Yet employing the detective narrative poses the risk of passive observation; interest and the emotions experienced while reading the book do not guarantee their persistence once the book is putdown. As one reader posed a critique, “By presenting the story of these murders in this familiar trope,…Gaspar de Alba may unintentionally herd her readers into passive spectatorship; many readers may unconsciously take in the events of the novel in the same way they might consume an episode of CSI – detached and inactive” (Cohen). By employing the narrative mode of subjective focalization, however, Gaspar de Alba gives life and poignancy to the information and context that the detective narrative presents. Each chapter of Desert Blood: The Juárez Murders is narrated in the third person, yet focalizes or hones in on a character’s individual perspective so what they individually see and feel is relayed as if it was narrated in the first person. The reader is prompted to feel what it is like to have a family member kidnapped and to be kidnapped, violated, and slaughtered. Gaspar de Alba’s inclusion of multiple perspectives, particularly the perspectives of the victims, provides the reader with a sense of the powerful reality of the physical and emotional strife caused by these acts of violence and establishes a connection between reader and character that may not be obtained through other modes of writing or forms of entertainment.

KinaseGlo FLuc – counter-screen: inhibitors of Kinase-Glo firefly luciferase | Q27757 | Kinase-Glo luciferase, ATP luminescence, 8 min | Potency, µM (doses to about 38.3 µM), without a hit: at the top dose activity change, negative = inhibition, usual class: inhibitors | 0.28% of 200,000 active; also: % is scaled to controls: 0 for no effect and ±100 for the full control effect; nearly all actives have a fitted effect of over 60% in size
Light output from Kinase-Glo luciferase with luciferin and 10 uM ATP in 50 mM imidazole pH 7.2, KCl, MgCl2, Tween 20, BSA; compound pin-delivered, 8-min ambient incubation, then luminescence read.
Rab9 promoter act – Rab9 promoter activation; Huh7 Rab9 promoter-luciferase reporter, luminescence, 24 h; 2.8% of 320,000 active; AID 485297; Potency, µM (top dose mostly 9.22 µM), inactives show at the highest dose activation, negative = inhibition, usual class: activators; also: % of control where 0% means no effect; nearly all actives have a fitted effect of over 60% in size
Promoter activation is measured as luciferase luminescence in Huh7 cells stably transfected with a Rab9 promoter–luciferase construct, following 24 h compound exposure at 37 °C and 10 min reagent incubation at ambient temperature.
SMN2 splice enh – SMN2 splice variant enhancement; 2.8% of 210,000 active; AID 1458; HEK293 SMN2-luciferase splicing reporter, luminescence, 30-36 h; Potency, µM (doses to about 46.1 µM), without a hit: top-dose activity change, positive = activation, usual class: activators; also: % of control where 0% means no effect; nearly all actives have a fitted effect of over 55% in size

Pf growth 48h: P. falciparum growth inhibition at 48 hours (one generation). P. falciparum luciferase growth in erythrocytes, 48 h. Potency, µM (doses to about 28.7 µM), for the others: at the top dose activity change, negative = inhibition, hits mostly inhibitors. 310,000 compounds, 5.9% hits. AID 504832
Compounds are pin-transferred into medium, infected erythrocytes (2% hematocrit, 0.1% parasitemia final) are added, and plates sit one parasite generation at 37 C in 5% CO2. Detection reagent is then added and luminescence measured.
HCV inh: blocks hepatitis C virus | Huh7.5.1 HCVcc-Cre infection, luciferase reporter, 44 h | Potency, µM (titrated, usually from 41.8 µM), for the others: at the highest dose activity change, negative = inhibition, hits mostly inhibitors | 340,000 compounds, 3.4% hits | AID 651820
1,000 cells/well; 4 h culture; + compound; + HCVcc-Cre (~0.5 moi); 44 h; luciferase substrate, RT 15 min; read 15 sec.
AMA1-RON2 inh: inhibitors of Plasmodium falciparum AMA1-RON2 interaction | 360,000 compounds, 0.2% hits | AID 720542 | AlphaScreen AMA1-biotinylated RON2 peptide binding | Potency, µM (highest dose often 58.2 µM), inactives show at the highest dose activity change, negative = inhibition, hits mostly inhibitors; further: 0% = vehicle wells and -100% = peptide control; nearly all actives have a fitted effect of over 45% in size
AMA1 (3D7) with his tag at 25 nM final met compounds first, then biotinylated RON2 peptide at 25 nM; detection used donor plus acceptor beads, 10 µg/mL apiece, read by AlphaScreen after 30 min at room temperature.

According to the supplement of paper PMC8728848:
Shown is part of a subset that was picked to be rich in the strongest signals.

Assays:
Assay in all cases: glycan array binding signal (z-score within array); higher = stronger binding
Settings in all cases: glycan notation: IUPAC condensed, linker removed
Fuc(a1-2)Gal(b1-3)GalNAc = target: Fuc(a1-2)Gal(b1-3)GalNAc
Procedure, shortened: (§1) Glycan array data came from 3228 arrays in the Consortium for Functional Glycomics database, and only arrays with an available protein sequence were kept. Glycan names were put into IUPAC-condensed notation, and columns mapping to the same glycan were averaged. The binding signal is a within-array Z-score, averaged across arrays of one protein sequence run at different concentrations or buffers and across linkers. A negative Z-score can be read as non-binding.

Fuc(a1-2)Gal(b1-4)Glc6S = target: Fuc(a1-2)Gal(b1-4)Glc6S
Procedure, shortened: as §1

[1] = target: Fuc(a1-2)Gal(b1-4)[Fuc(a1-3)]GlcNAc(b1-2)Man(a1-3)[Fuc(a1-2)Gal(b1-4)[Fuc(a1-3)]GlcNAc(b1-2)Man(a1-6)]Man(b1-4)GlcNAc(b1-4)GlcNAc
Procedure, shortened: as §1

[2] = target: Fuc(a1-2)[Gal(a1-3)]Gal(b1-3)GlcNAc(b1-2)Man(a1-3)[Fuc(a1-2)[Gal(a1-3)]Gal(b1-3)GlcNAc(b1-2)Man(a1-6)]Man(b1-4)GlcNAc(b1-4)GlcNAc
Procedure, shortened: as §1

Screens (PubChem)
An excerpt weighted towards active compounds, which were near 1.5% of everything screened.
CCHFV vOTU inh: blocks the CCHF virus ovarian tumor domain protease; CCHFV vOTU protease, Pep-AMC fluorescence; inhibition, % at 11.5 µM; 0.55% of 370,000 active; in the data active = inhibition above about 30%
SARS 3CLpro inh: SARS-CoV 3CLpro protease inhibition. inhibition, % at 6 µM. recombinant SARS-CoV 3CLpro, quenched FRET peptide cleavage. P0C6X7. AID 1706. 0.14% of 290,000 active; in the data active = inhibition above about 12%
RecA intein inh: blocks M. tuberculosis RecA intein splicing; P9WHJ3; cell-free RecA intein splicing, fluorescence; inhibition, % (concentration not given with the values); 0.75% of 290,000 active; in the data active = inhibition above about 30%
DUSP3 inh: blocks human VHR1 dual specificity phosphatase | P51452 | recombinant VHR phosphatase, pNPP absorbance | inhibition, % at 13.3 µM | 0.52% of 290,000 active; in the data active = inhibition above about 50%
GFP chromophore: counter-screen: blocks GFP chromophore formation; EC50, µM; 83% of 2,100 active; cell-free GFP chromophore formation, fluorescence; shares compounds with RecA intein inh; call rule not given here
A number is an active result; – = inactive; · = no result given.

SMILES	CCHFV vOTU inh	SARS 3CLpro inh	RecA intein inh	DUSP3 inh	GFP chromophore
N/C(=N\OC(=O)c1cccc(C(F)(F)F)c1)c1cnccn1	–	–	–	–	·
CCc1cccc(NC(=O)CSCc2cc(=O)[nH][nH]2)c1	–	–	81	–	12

In particular, by isolating and presenting the perspectives of the victims, Gaspar de Alba humanizes the women of Juárez who have been exploited both commercially and sexually. They become more than a character in a drama, detached and consumable for entertainment or thrill. One of the things Gaspar de Alba seeks to accomplish in Desert Blood: The Juárez Murders is to provide an identity for the Mexican women who are considered disposable by not only the murders, but also by the government and those within their social milieu. In need of a way to support themselves and their families, many of the women work in maquiladoras or factories and are paid meager wages, are exposed to the dangers of traveling from work to the dilapidated colonias where many of them live, and are denied governmental protection. “The pervasive representation of poor Mexican women as female bodies readily available for appropriation reinforces other cultural narratives that convert poor women into sources of value that can easily be discarded as they are consumed” (Schmidt Camacho 265). In Desert Blood: The Juárez Murders, the chapters that focus on the victims elucidate the fact that these women are inherently human and are more than a mere set of consumable body parts. In the first chapter of the novel, the reader is exposed to not simply the butchering of a young woman, but he experiences the murder through her eyes. Gaspar de Alba subjects the reader to a sensory experience in which the thoughts, sights, sounds, smells, and fears of the nameless young woman are made palpable. This is seen in the following lines describing the anonymous girl’s experience of being tied to a car and dragged, “Her tongue tasted of metal. All she could do was blink her eyes. The stars looked like city lights, and for a moment she felt like she was hanging upside-down, all the blood rushing to her ears, making her face hot” (Gaspar de Alba 1). The reader is subjected to the taste of the metal of the bra stuffed in her mouth and the suffocating feeling of “hanging upside-down” caused by the smell of the car fumes and the tightness of the rope around her neck. He can see the stars in the night sky as the girl gazes upward with feelings of impotency and hopelessness. As the reader proceeds through the scene, there is a sense of being inside of the girl’s head as he is able to follow her train of thought. This is seen in the following lines, “She remembered the ride at the fair. The Hammer, it was called, and the other girls had warned her not to get on, said she would throw up, but didn’t. She’d fainted, instead, and woke up in the back of this car with a man hitting her face” (1). The reader is led through her stream of consciousness as she tries to recall where she was before she found herself in this horrific situation. There is an intimate connection being established here, even when the reader does not know her name. Most powerful and disturbing is the moment where the girl’s body is being cut open: